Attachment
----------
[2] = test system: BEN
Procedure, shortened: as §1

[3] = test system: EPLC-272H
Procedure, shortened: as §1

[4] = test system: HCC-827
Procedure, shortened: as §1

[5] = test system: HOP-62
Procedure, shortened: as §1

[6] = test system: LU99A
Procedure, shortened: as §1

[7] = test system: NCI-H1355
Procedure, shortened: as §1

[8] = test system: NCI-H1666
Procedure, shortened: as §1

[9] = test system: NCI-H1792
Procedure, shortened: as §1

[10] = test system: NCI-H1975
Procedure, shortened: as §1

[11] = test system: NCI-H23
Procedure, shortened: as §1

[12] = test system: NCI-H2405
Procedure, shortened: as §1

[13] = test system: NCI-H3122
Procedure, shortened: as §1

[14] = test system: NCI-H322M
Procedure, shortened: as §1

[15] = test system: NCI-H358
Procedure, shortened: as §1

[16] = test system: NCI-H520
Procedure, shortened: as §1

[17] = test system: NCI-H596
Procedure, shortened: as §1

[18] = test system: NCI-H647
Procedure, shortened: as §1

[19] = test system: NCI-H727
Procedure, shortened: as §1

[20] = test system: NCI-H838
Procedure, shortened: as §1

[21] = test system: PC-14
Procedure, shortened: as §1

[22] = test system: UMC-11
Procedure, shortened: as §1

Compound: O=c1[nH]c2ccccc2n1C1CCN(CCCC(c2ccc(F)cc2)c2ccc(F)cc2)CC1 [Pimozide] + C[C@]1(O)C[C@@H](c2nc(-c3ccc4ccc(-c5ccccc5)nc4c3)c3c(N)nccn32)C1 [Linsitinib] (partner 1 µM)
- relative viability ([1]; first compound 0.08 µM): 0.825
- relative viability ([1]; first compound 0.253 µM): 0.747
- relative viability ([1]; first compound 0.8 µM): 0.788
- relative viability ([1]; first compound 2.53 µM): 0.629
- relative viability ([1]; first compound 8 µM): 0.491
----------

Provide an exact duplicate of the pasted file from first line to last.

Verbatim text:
[2] = test system: BEN
Procedure, shortened: as §1

[3] = test system: EPLC-272H
Procedure, shortened: as §1

[4] = test system: HCC-827
Procedure, shortened: as §1

[5] = test system: HOP-62
Procedure, shortened: as §1

[6] = test system: LU99A
Procedure, shortened: as §1

[7] = test system: NCI-H1355
Procedure, shortened: as §1

[8] = test system: NCI-H1666
Procedure, shortened: as §1

[9] = test system: NCI-H1792
Procedure, shortened: as §1

[10] = test system: NCI-H1975
Procedure, shortened: as §1

[11] = test system: NCI-H23
Procedure, shortened: as §1

[12] = test system: NCI-H2405
Procedure, shortened: as §1

[13] = test system: NCI-H3122
Procedure, shortened: as §1

[14] = test system: NCI-H322M
Procedure, shortened: as §1

[15] = test system: NCI-H358
Procedure, shortened: as §1

[16] = test system: NCI-H520
Procedure, shortened: as §1

[17] = test system: NCI-H596
Procedure, shortened: as §1

[18] = test system: NCI-H647
Procedure, shortened: as §1

[19] = test system: NCI-H727
Procedure, shortened: as §1

[20] = test system: NCI-H838
Procedure, shortened: as §1

[21] = test system: PC-14
Procedure, shortened: as §1

[22] = test system: UMC-11
Procedure, shortened: as §1

Compound: O=c1[nH]c2ccccc2n1C1CCN(CCCC(c2ccc(F)cc2)c2ccc(F)cc2)CC1 [Pimozide] + C[C@]1(O)C[C@@H](c2nc(-c3ccc4ccc(-c5ccccc5)nc4c3)c3c(N)nccn32)C1 [Linsitinib] (partner 1 µM)
- relative viability ([1]; first compound 0.08 µM): 0.825
- relative viability ([1]; first compound 0.253 µM): 0.747
- relative viability ([1]; first compound 0.8 µM): 0.788
- relative viability ([1]; first compound 2.53 µM): 0.629
- relative viability ([1]; first compound 8 µM): 0.491